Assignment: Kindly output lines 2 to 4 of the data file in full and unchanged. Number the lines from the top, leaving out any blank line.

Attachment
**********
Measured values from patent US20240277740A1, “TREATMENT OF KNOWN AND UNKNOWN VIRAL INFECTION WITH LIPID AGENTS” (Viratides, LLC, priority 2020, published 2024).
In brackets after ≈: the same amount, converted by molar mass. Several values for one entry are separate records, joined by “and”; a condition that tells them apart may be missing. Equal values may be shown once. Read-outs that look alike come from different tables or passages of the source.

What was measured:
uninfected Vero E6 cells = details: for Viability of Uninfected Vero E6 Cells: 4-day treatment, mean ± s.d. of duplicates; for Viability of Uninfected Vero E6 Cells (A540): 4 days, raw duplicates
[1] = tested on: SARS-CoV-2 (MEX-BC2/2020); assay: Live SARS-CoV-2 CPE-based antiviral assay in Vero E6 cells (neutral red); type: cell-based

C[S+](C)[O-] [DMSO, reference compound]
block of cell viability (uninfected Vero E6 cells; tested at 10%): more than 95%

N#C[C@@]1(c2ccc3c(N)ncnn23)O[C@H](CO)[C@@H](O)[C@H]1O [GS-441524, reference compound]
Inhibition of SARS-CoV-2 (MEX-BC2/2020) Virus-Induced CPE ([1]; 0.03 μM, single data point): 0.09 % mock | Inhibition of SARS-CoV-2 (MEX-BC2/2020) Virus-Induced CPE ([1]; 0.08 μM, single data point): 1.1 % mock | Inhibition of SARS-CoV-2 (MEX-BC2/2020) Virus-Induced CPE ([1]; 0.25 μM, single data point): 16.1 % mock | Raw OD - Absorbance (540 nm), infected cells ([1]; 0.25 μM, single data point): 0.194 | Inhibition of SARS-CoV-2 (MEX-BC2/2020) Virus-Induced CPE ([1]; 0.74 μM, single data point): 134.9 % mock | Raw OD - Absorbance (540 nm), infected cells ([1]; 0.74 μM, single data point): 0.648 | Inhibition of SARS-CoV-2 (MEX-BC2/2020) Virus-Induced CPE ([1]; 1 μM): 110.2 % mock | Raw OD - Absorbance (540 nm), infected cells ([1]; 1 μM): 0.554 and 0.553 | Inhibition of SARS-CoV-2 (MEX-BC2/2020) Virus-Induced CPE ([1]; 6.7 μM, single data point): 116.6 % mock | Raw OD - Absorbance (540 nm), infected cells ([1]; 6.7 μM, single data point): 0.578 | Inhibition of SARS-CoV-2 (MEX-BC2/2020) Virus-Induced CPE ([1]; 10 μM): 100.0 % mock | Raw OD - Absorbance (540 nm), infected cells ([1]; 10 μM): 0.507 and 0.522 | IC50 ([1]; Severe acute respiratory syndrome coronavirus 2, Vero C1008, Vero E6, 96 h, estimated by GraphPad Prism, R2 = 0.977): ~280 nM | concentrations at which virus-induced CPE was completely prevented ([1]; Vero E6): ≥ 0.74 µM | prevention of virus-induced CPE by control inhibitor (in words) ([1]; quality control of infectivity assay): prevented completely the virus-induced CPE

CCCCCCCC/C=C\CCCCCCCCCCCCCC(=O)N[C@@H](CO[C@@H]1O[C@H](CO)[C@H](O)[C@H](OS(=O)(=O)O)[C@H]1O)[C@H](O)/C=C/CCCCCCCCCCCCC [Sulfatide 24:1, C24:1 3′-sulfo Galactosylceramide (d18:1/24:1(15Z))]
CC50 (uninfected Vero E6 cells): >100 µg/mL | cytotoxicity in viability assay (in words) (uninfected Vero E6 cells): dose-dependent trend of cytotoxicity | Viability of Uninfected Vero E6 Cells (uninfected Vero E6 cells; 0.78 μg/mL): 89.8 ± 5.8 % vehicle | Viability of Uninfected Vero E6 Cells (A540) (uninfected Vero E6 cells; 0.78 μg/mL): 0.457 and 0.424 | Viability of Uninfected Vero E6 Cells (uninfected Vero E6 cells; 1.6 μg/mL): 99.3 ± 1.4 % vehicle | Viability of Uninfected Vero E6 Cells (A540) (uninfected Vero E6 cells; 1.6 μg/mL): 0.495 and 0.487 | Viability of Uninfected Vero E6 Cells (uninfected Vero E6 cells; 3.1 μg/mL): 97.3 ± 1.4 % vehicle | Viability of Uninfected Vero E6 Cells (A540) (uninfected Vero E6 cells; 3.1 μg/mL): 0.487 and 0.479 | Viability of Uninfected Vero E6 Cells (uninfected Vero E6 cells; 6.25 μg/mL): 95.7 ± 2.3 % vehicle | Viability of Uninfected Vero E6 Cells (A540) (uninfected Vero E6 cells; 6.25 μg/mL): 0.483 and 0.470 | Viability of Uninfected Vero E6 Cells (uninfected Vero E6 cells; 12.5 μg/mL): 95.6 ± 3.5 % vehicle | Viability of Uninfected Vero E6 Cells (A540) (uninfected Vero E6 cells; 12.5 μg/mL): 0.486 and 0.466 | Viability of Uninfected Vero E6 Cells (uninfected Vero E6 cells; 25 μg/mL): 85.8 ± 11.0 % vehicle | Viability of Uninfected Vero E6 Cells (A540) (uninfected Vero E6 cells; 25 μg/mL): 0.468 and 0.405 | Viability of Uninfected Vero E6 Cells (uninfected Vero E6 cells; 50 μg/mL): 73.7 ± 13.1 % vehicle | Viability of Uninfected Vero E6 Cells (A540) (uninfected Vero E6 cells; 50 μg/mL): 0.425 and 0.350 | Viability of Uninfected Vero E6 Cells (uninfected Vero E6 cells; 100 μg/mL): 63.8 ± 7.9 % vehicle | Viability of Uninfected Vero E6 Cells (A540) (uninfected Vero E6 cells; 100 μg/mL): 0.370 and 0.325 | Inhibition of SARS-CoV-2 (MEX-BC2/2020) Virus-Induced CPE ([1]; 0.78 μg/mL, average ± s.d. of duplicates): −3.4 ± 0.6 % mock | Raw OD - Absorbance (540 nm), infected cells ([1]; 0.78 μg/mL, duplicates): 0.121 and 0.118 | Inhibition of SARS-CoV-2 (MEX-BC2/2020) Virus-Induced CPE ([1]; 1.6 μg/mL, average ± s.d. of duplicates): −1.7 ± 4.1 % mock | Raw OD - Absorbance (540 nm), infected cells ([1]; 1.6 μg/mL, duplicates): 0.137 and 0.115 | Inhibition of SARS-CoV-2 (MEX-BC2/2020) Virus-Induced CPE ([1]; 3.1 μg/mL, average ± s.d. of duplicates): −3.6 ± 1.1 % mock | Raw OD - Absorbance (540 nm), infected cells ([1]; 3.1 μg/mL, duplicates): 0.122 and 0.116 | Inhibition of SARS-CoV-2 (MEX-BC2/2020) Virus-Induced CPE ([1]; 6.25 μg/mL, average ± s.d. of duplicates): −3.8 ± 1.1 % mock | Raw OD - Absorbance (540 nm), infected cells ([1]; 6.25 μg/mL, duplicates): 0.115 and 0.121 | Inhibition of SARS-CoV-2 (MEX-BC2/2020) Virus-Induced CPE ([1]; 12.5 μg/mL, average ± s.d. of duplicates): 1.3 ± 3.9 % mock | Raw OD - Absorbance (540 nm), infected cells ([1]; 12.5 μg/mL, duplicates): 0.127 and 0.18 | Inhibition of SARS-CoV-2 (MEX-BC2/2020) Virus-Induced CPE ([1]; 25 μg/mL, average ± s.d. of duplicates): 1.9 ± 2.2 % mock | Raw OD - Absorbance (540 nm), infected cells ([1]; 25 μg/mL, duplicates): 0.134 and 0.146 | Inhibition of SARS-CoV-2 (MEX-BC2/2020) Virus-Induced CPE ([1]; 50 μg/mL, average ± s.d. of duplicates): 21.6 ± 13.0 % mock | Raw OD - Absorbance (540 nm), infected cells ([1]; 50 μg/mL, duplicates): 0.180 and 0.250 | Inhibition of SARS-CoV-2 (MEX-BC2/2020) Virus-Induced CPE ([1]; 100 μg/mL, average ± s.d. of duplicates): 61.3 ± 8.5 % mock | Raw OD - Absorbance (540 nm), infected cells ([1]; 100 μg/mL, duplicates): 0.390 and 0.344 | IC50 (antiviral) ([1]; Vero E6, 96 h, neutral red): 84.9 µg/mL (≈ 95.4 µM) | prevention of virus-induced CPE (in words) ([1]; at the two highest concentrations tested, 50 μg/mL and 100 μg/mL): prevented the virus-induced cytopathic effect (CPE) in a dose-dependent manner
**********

In brackets after ≈: the same amount, converted by molar mass. Several values for one entry are separate records, joined by “and”; a condition that tells them apart may be missing. Equal values may be shown once. Read-outs that look alike come from different tables or passages of the source.

What was measured:
uninfected Vero E6 cells = details: for Viability of Uninfected Vero E6 Cells: 4-day treatment, mean ± s.d. of duplicates; for Viability of Uninfected Vero E6 Cells (A540): 4 days, raw duplicates